[Nagios-devel] Subservice Definations
sam_ml at spacething.org
Tue Dec 9 02:10:02 UTC 2003
I had considered this in the past, but I've also noticed that when equipment
starts to fail you get weird and exotic SNMP traps that are barely mentioned
in any documention. And these are the sorts of ones I need to be looking out
for. If I handpicked which ones to listen for I'd undoubtably miss a few.
----- Original Message -----
From: "David Parrish" <david at dparrish.com>
To: "Sam Stickland" <sam_ml at spacething.org>
Cc: <nagios-devel at lists.sourceforge.net>
Sent: Monday, December 08, 2003 11:52 PM
Subject: Re: [Nagios-devel] Subservice Definations
On Fri, Dec 05, 2003 at 03:12:06PM -0000, Sam Stickland wrote:
> I'm after a slightly better solution for SNMP trap monitoring.
> SNMP traps are submitted as passive service checks. All the examples show
> the a single service defination for the traps - this has the unfortunate
> effect of the next SNMP trap overwriting the previous. I'd like to have
> different services definations for different SNMP traps on our networking
> equipment, but that would result in a LOT of service definations.
> It would be nice if there was a sub-service id that could be submitted
> passive checks, that effectively divides a single service into multiple
> services on demand, without the need for 1000's of service definations.
> Is there a solution to this that I've missed, or is it going to require
> changes to Nagios? I'm a fair programmer so I'm happy to make these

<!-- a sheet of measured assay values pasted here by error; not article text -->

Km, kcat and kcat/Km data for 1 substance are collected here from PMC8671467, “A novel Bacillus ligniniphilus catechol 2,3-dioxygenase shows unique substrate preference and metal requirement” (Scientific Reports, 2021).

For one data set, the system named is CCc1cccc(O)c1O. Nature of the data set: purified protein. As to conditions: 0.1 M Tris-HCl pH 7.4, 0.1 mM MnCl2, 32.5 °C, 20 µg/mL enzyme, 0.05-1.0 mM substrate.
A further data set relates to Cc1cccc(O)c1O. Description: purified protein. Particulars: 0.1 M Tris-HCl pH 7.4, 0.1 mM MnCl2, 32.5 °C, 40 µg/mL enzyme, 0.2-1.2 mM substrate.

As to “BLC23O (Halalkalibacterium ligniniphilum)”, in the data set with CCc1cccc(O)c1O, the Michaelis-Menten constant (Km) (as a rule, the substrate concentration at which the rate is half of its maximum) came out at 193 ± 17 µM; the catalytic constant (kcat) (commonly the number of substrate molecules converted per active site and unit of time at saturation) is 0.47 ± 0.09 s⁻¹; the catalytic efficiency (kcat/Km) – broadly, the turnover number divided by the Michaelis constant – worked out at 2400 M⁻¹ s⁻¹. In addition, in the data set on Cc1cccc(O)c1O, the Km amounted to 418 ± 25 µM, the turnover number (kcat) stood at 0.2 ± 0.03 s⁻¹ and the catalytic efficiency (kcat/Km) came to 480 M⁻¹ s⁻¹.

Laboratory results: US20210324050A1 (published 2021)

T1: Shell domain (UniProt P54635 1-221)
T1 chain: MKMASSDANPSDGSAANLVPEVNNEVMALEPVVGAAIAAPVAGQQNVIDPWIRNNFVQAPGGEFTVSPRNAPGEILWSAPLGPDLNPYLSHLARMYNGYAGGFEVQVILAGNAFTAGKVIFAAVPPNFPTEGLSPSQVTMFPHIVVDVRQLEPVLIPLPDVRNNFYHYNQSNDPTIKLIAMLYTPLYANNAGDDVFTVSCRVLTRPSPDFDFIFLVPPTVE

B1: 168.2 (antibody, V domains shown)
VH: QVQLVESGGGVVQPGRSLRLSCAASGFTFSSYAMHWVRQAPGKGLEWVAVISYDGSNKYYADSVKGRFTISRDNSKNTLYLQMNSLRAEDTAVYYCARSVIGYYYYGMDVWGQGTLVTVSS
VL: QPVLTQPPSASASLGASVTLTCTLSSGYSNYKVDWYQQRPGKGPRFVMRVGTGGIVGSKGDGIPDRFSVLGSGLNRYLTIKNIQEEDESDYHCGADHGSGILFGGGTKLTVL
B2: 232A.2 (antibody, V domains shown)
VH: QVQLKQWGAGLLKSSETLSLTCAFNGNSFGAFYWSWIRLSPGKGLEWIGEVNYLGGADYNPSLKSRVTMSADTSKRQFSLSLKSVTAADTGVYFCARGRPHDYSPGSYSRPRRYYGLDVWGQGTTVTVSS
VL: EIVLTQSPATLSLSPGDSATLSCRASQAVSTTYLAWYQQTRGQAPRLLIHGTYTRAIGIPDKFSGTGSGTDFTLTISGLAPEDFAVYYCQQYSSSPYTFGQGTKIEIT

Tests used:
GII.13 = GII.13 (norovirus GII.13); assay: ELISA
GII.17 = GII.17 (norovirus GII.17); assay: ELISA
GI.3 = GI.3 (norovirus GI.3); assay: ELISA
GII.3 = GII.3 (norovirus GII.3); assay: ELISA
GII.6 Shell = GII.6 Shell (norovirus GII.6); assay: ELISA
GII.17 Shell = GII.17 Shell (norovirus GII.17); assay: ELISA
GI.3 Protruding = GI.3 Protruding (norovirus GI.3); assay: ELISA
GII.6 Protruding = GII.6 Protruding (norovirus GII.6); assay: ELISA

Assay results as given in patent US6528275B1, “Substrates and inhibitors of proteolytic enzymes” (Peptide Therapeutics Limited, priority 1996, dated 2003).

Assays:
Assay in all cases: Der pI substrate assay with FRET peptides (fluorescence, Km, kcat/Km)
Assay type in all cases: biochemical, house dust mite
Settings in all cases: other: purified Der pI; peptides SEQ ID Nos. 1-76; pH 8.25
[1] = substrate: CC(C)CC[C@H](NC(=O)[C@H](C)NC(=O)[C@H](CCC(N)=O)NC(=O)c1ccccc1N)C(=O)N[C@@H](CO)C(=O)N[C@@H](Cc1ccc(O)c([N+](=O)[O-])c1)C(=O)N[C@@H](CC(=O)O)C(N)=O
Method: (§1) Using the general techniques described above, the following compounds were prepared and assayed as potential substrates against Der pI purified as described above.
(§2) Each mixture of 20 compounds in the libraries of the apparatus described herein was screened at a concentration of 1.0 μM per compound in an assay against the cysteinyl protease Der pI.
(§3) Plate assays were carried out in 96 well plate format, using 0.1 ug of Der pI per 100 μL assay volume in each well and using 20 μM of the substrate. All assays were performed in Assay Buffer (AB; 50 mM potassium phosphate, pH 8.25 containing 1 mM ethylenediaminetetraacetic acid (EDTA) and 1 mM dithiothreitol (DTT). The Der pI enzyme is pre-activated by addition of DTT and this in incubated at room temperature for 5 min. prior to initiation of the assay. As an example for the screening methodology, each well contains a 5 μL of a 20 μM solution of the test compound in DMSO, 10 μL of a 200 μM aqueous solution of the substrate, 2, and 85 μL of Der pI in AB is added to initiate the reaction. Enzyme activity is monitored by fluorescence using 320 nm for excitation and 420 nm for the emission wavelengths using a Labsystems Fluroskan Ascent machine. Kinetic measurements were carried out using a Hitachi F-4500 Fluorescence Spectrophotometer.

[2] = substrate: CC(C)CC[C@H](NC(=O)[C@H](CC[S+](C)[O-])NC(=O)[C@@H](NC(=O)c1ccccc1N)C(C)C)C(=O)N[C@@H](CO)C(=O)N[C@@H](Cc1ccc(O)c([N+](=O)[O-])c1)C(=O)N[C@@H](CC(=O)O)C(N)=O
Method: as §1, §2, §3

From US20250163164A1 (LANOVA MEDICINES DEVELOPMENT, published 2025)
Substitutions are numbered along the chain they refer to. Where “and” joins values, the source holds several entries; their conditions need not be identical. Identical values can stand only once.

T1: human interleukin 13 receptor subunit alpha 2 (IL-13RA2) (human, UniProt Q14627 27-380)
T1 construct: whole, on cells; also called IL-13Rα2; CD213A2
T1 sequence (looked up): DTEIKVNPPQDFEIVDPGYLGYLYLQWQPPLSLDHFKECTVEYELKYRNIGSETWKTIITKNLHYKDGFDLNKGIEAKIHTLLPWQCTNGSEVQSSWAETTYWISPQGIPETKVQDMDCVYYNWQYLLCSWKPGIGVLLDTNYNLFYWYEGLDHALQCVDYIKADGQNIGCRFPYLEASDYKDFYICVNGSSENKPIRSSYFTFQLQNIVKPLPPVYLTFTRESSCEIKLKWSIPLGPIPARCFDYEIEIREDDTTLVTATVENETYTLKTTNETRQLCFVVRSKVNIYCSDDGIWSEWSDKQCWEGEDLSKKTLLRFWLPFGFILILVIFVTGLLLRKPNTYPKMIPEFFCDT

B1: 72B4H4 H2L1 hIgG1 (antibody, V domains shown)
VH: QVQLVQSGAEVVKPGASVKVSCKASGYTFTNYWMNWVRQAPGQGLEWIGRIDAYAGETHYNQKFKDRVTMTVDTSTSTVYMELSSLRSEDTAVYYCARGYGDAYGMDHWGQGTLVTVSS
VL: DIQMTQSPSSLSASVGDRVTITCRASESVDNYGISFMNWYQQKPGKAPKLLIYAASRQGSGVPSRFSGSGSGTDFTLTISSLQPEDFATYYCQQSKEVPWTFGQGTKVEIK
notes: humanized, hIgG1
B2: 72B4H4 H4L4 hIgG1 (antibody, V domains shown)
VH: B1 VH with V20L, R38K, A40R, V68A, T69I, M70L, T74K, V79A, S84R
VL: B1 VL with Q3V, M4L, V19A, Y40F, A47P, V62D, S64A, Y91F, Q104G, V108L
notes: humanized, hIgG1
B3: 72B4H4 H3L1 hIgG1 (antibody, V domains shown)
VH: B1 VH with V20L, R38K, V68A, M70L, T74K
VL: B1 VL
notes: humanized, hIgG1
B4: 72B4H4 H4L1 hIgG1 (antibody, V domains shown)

> myself, but others might not consider this a good solution to this
I have a similar problem here, with rougly 1000 hosts and almost 10000
I have a perl daemon running which recieves traps and inserts them as
passive check results.
For those reading at home, I didn't want to use the net-snmp trapd and make
it call a perl process, because it's SLOW doing a fork() & exec() for every
single trap, when I receive about 5 every second. I get lots because my
systems send status updates as well as faults.
The way I deal with it is by creating service definitions for critical
stuff, and ignoring almost everything else.
It's amazing the amount of traps that Cisco devices, for example send which
we really don't need to deal with. This has enabled me to receive alerts
for stuff I need, but still at only 10 services per host average.
It's probably not ideal, but it does what we need.
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